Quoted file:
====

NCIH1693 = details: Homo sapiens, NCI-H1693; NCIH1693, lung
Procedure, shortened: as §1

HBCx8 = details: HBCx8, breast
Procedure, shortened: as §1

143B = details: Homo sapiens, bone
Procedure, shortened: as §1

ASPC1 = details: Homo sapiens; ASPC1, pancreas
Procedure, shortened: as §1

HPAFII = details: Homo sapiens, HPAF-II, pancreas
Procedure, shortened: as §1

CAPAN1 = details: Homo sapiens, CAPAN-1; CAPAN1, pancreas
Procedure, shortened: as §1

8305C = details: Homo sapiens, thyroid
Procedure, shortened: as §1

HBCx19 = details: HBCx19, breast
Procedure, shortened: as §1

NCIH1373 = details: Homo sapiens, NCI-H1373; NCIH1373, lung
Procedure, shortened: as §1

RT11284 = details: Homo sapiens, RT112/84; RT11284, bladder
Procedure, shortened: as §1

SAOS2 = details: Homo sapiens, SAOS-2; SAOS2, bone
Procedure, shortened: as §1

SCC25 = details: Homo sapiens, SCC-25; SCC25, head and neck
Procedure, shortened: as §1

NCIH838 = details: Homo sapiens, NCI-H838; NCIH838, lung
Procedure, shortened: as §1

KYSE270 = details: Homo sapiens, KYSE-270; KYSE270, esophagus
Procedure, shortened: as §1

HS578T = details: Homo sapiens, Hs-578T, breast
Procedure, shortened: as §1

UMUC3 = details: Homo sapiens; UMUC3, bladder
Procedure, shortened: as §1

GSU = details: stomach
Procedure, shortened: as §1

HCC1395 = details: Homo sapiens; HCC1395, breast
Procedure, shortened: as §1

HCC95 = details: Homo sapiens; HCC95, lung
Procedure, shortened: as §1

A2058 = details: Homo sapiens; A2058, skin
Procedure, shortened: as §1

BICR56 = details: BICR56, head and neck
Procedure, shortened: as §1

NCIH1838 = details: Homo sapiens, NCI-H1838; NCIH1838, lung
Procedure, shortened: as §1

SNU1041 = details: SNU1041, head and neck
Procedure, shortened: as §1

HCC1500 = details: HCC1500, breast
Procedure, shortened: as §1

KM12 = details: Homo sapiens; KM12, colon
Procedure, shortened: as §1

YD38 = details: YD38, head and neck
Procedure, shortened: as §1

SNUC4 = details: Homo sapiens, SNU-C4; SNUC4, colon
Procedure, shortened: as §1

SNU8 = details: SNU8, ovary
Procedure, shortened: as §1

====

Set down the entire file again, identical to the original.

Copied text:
NCIH1693 = details: Homo sapiens, NCI-H1693; NCIH1693, lung
Procedure, shortened: as §1

HBCx8 = details: HBCx8, breast
Procedure, shortened: as §1

143B = details: Homo sapiens, bone
Procedure, shortened: as §1

ASPC1 = details: Homo sapiens; ASPC1, pancreas
Procedure, shortened: as §1

HPAFII = details: Homo sapiens, HPAF-II, pancreas
Procedure, shortened: as §1

CAPAN1 = details: Homo sapiens, CAPAN-1; CAPAN1, pancreas
Procedure, shortened: as §1

8305C = details: Homo sapiens, thyroid
Procedure, shortened: as §1

HBCx19 = details: HBCx19, breast
Procedure, shortened: as §1

NCIH1373 = details: Homo sapiens, NCI-H1373; NCIH1373, lung
Procedure, shortened: as §1

RT11284 = details: Homo sapiens, RT112/84; RT11284, bladder
Procedure, shortened: as §1

SAOS2 = details: Homo sapiens, SAOS-2; SAOS2, bone
Procedure, shortened: as §1

SCC25 = details: Homo sapiens, SCC-25; SCC25, head and neck
Procedure, shortened: as §1

NCIH838 = details: Homo sapiens, NCI-H838; NCIH838, lung
Procedure, shortened: as §1

KYSE270 = details: Homo sapiens, KYSE-270; KYSE270, esophagus
Procedure, shortened: as §1

HS578T = details: Homo sapiens, Hs-578T, breast
Procedure, shortened: as §1

UMUC3 = details: Homo sapiens; UMUC3, bladder
Procedure, shortened: as §1

GSU = details: stomach
Procedure, shortened: as §1

HCC1395 = details: Homo sapiens; HCC1395, breast
Procedure, shortened: as §1

HCC95 = details: Homo sapiens; HCC95, lung
Procedure, shortened: as §1

A2058 = details: Homo sapiens; A2058, skin
Procedure, shortened: as §1

BICR56 = details: BICR56, head and neck
Procedure, shortened: as §1

NCIH1838 = details: Homo sapiens, NCI-H1838; NCIH1838, lung
Procedure, shortened: as §1

SNU1041 = details: SNU1041, head and neck
Procedure, shortened: as §1

HCC1500 = details: HCC1500, breast
Procedure, shortened: as §1

KM12 = details: Homo sapiens; KM12, colon
Procedure, shortened: as §1

YD38 = details: YD38, head and neck
Procedure, shortened: as §1

SNUC4 = details: Homo sapiens, SNU-C4; SNUC4, colon
Procedure, shortened: as §1

SNU8 = details: SNU8, ovary
Procedure, shortened: as §1